If you notice anything strange in the gas tank, such as the smell or color, it is important to clean the fuel pipe and filter right away. In case of significant damage, you may need to consult a mechanic. This is because urine is not a suitable substance for fueling a car and can cause damage to the engine in the long term.
7. Brake fluid
Putting brake fluid in a car gas tank is not recommended as it can cause severe damage to the engine. Brake fluid can cause oxygen sensors to degrade and damage rubber parts in the engine, resulting in a chemical smell while driving.
While a small amount of brake fluid may not have any significant effect, adding too much can dilute the fuel and cause the engine to misfire or have difficulty starting. If you suspect that your gas tank is full of brake fluid, you should take your car to a mechanic immediately to have the fuel tank drained.
How to Tell When Someone Put Something in Your Car’s Gas Tank
Many of the signs you see below can also be associated with common car problems, such as a dead battery or even a blown fuse. However, if you’ve ruled those things out and are still experiencing these issues, then there’s a chance that someone has been messing with your car’s gas tank.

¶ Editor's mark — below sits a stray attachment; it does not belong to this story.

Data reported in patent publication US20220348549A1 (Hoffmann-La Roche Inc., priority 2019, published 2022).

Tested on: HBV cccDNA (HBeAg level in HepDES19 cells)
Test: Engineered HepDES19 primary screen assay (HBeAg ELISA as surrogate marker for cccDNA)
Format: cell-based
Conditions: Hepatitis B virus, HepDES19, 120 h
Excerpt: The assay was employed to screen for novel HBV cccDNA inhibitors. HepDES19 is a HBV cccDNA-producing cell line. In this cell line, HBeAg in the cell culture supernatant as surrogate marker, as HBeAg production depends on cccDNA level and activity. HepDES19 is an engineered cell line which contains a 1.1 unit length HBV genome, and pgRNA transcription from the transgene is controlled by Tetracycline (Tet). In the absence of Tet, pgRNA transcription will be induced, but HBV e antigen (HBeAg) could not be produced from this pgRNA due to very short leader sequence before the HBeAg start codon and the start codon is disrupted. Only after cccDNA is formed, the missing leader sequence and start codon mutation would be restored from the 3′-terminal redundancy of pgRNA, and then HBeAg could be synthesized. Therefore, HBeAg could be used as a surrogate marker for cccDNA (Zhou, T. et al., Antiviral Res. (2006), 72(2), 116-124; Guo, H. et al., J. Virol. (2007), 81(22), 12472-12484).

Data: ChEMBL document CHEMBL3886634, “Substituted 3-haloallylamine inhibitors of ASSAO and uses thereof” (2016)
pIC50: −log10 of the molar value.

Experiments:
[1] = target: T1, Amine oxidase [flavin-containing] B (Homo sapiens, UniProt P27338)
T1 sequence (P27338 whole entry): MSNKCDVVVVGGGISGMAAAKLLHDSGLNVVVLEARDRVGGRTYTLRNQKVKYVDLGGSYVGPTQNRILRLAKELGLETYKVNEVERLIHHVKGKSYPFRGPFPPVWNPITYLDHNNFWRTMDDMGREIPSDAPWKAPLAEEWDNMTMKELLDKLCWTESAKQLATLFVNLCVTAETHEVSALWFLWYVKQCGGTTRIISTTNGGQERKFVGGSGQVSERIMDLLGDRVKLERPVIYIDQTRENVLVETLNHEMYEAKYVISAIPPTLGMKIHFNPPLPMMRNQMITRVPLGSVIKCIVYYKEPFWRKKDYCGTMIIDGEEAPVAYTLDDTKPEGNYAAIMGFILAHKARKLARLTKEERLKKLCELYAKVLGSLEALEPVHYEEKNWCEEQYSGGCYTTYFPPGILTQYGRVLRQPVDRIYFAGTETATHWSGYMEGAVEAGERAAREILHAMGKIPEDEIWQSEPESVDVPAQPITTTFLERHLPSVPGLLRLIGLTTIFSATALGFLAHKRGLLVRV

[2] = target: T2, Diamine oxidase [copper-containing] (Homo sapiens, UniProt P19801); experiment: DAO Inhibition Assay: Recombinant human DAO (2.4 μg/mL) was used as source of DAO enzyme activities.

1. Open gas cap
If you notice that your gas cap is loose or completely removed, it may be a sign that someone has tampered with your gas tank. An open gas cap could allow foreign substances to enter the tank, leading to poor engine performance or damage.
When someone adds something to your gas tank, they may need to open the gas cap to do so, and they may not have resecured it properly. Additionally, an open gas cap can allow for evaporation of the gasoline, causing a loss of fuel efficiency and potentially causing the Check Engine light to turn on.
2. Hard to start
When a foreign substance is added to your gas tank, it can interfere with the fuel system, making it difficult for the engine to start. This is because the added substance can dilute the gasoline or clog the fuel filter, making it difficult for the engine to receive the right amount of fuel. In some cases, this can cause the engine to misfire or not start at all.